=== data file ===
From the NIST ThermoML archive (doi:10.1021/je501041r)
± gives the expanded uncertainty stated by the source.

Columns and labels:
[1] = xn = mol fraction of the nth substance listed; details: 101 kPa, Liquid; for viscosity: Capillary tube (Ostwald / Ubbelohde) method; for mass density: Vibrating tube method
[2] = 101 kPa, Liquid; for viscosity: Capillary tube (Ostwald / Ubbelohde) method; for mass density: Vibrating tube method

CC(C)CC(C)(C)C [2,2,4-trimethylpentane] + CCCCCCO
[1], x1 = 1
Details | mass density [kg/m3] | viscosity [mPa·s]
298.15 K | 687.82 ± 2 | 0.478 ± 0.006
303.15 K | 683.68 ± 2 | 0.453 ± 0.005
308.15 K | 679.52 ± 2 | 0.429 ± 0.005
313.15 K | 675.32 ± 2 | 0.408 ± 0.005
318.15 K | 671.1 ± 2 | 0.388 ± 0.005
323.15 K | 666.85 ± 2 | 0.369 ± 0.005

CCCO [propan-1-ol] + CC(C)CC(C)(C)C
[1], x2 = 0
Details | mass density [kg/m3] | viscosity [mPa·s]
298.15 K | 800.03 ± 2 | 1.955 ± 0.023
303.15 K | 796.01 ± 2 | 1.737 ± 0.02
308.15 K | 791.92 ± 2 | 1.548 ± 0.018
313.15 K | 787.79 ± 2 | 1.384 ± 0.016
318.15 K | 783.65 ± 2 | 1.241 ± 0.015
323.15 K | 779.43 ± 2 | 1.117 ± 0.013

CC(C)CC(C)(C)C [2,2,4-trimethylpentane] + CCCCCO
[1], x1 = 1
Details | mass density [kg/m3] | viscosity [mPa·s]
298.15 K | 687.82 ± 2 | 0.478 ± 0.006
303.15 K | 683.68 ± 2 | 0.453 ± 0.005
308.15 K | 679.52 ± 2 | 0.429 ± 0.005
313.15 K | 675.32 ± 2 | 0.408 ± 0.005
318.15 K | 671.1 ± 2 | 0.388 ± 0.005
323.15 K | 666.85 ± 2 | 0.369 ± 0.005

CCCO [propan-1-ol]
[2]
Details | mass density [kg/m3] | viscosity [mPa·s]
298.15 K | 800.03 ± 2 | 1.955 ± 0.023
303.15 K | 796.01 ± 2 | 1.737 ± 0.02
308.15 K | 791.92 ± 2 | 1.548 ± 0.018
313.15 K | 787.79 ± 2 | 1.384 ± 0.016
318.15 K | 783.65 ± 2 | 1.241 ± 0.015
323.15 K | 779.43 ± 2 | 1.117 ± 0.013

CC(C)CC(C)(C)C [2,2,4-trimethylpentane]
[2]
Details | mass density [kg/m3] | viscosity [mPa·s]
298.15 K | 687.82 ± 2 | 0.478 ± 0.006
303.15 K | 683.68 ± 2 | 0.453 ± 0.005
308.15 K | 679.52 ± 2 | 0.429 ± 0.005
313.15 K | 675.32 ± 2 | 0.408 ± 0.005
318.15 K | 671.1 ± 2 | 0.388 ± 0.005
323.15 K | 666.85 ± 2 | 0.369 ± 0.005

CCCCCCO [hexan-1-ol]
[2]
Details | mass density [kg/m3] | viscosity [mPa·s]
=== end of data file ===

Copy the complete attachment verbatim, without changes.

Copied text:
From the NIST ThermoML archive (doi:10.1021/je501041r)
± gives the expanded uncertainty stated by the source.

Columns and labels:
[1] = xn = mol fraction of the nth substance listed; details: 101 kPa, Liquid; for viscosity: Capillary tube (Ostwald / Ubbelohde) method; for mass density: Vibrating tube method
[2] = 101 kPa, Liquid; for viscosity: Capillary tube (Ostwald / Ubbelohde) method; for mass density: Vibrating tube method

CC(C)CC(C)(C)C [2,2,4-trimethylpentane] + CCCCCCO
[1], x1 = 1
Details | mass density [kg/m3] | viscosity [mPa·s]
298.15 K | 687.82 ± 2 | 0.478 ± 0.006
303.15 K | 683.68 ± 2 | 0.453 ± 0.005
308.15 K | 679.52 ± 2 | 0.429 ± 0.005
313.15 K | 675.32 ± 2 | 0.408 ± 0.005
318.15 K | 671.1 ± 2 | 0.388 ± 0.005
323.15 K | 666.85 ± 2 | 0.369 ± 0.005

CCCO [propan-1-ol] + CC(C)CC(C)(C)C
[1], x2 = 0
Details | mass density [kg/m3] | viscosity [mPa·s]
298.15 K | 800.03 ± 2 | 1.955 ± 0.023
303.15 K | 796.01 ± 2 | 1.737 ± 0.02
308.15 K | 791.92 ± 2 | 1.548 ± 0.018
313.15 K | 787.79 ± 2 | 1.384 ± 0.016
318.15 K | 783.65 ± 2 | 1.241 ± 0.015
323.15 K | 779.43 ± 2 | 1.117 ± 0.013

CC(C)CC(C)(C)C [2,2,4-trimethylpentane] + CCCCCO
[1], x1 = 1
Details | mass density [kg/m3] | viscosity [mPa·s]
298.15 K | 687.82 ± 2 | 0.478 ± 0.006
303.15 K | 683.68 ± 2 | 0.453 ± 0.005
308.15 K | 679.52 ± 2 | 0.429 ± 0.005
313.15 K | 675.32 ± 2 | 0.408 ± 0.005
318.15 K | 671.1 ± 2 | 0.388 ± 0.005
323.15 K | 666.85 ± 2 | 0.369 ± 0.005

CCCO [propan-1-ol]
[2]
Details | mass density [kg/m3] | viscosity [mPa·s]
298.15 K | 800.03 ± 2 | 1.955 ± 0.023
303.15 K | 796.01 ± 2 | 1.737 ± 0.02
308.15 K | 791.92 ± 2 | 1.548 ± 0.018
313.15 K | 787.79 ± 2 | 1.384 ± 0.016
318.15 K | 783.65 ± 2 | 1.241 ± 0.015
323.15 K | 779.43 ± 2 | 1.117 ± 0.013

CC(C)CC(C)(C)C [2,2,4-trimethylpentane]
[2]
Details | mass density [kg/m3] | viscosity [mPa·s]
298.15 K | 687.82 ± 2 | 0.478 ± 0.006
303.15 K | 683.68 ± 2 | 0.453 ± 0.005
308.15 K | 679.52 ± 2 | 0.429 ± 0.005
313.15 K | 675.32 ± 2 | 0.408 ± 0.005
318.15 K | 671.1 ± 2 | 0.388 ± 0.005
323.15 K | 666.85 ± 2 | 0.369 ± 0.005

CCCCCCO [hexan-1-ol]
[2]
Details | mass density [kg/m3] | viscosity [mPa·s]